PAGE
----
Brine - The Big Salt Bath

Any brine time is better than no brine time– even just a few hours will reduce cooking time, impart moisture and result in more evenly-cooked bird. 

Brining, like marinating, is a technique of soaking a piece of meat in liquid prior to cooking. Marinating is done to infuse flavor and moisture. Brining can also add some flavor, but the primary reason is to tenderize the meat chemically with salt.

The salt “cooks” the meat before it actually cooks.

This salt creates a chemical reaction that, for lack of any better words, “cooks” the meat and therefore reduces the actual cooking time. Think of cured meats: they aren’t ever cooked with heat, but preserved with salt.

The salt also allows more moisture into the meat.

The salt in a brine also weakens the molecular structure of the proteins in the meat. This allows the heat applied during roasting (or grilling, or frying) to break the proteins down even more easily.  As the proteins change during the brine, they allow more water in, and when the meat cooks, the water is locked into it. The final cooked turkey is juicy throughout.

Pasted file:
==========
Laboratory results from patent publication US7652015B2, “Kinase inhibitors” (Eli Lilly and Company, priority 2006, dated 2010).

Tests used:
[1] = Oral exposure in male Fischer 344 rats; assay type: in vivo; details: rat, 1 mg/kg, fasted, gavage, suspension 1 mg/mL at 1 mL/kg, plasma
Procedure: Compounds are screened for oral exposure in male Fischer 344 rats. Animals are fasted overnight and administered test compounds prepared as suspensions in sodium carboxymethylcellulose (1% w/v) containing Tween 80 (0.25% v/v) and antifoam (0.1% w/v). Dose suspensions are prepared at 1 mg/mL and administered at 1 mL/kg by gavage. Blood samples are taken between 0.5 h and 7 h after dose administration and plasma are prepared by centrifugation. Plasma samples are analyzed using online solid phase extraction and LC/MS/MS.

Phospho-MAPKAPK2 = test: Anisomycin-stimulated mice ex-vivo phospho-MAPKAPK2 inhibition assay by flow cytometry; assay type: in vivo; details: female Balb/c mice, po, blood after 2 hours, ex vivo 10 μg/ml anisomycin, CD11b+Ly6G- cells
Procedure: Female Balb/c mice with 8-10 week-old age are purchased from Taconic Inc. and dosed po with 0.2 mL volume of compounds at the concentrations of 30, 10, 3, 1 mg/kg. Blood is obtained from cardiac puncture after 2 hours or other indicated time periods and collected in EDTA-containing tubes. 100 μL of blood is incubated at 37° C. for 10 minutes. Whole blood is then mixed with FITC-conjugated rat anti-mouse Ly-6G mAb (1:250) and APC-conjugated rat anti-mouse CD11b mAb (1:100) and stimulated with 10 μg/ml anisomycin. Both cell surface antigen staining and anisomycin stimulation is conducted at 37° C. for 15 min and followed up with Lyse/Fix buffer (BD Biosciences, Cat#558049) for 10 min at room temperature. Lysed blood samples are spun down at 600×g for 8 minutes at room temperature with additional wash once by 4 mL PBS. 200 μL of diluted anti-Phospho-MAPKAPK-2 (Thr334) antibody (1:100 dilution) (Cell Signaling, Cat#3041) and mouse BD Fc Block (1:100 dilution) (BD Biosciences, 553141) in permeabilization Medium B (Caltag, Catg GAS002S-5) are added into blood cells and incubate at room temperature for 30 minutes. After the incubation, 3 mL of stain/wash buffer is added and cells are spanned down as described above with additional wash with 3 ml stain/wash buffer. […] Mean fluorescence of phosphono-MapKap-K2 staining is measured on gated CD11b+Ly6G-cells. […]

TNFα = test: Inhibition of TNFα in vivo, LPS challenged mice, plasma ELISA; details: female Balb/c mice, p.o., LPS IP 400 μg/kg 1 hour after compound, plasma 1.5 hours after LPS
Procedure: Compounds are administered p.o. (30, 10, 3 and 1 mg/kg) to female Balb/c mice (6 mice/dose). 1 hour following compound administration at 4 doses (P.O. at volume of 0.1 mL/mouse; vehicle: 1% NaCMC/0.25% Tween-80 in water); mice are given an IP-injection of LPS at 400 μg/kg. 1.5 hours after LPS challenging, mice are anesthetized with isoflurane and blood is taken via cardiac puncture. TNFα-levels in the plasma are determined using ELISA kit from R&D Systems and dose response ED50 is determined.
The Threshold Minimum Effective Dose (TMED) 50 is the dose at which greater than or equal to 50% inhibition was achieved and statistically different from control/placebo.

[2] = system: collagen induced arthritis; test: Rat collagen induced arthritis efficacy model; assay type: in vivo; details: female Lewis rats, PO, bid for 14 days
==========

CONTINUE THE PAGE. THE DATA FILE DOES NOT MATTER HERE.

Thanksgiving Turkey Brine

Follow this simple brine recipe up to 48 hours before roasting, but even a few hours would help. Note: This is a 1 gallon recipe. You with probably need 3-4x to cover a large turkey.

INGREDIENTS

  • – 1 gal water (16 cups)

  • – 1 cup of kosher salt

  • – ¾ cup granulated sugar

  • – 10 springs of thyme

  • – 2 lemons, halved or quartered

  • – 4 bay leaves

  • – 1 tbsp black peppercorns

Add all ingredients to a large pot and bring to a simmer. Stir to ensure salt and sugar dissolve completely. Once dissolved, remove from heat and let stand for 30 min. Remove lemons and discard. In small batches, blend the brine (either transfer to an upright blender or use an immersion stick) for half a minute, just until all ingredients are fully mixed. Place your turkey in a large tub or cleaned cooler and cover with cooled brine (make sure turkey stays completely submerged; if necessary, weigh the turkey down with a few clean dinner plates.) Place the brining turkey in your refrigerator, or in a large cooler in the coldest part of your garage or screened in porch if it’ll stay below 40 day and night. A turkey can go down to 26 degrees before it freezes. Allow to brine for 24-48 hours, but remember any brine time is better than no brine time. Remove the turkey from the brine, pat dry, and allow to come up to room temperature before cooking (will take a few hours.)

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